The vandalism has prompted an outcry on social media, with users lamenting the loss of the project and condemning the “disgraceful” behaviour.
Twitter user Neil Gough wrote: “So sorry to read this. The inhumanity of some people is staggering but doesn’t outweigh the humanity of others like you who do such good. Keep the faith!”
Also on Twitter, Joshua Geake bemoaned the lack of empathy of the vandals, as the artists’ “carefully nurtured photographs and personal accounts have been smashed to pieces”.
Another comment, written by Geoff Jackson, read: “Truly disgraceful behaviour and I hope that the area is covered by CCTV so those responsible can be caught.”
Barker said he had notified the artists of the damage to their work. “They have each had different reactions,” he added.
“One of them was really upset, while another was quite circumspect and said ‘well, you’ve got to expect that sort of thing, it’s not easy being on the streets, even as an exhibition.’”
Barker organised the project along with Lucy Wood to help people who were experiencing homelessness during the pandemic and were unable to get any source of income.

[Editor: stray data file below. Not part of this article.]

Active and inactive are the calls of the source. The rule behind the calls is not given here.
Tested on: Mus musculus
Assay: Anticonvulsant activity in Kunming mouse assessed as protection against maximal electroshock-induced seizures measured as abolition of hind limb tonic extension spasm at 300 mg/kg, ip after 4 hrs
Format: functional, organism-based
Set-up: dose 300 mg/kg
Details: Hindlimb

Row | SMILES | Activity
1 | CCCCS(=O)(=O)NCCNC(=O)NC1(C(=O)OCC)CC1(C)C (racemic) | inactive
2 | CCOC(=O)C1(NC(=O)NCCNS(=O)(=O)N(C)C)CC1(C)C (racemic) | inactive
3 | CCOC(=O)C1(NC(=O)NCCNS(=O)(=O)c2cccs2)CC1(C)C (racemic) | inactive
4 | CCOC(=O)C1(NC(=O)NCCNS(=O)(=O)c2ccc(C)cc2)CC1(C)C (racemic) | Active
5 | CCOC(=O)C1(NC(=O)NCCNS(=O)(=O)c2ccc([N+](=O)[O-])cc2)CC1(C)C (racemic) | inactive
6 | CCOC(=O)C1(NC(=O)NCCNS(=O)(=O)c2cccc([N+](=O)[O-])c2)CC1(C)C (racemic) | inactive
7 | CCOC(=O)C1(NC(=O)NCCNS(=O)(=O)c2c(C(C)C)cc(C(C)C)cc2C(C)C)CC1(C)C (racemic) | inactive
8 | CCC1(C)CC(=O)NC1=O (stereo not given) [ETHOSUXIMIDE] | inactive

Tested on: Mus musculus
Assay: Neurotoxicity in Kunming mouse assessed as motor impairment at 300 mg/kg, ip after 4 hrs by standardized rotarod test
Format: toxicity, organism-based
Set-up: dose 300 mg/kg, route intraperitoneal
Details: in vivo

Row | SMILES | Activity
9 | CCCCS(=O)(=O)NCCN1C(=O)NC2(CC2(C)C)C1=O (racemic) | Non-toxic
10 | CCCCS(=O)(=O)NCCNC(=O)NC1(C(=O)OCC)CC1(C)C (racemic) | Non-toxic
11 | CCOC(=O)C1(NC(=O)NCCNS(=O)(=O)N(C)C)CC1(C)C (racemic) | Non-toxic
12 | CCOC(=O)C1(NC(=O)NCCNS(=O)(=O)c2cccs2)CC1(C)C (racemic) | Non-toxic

The project was also a way of documenting an experience that most of the general public have little knowledge of, living on the street during a pandemic.
Participants were paid for their time and provided with disposable cameras. Alimited edition book has also been created using the photographs and certain standalone prints are being sold, any profits from either will go to the photographers.
The exhibition and book were also in memory of Kelly, one of the participants, who died unexpectedly during the project. She was 39 years old.
Barker said: “We want to thank the photographers for producing such interesting work during a difficult period for the world and thank those who have supported and continue to support homeless people.”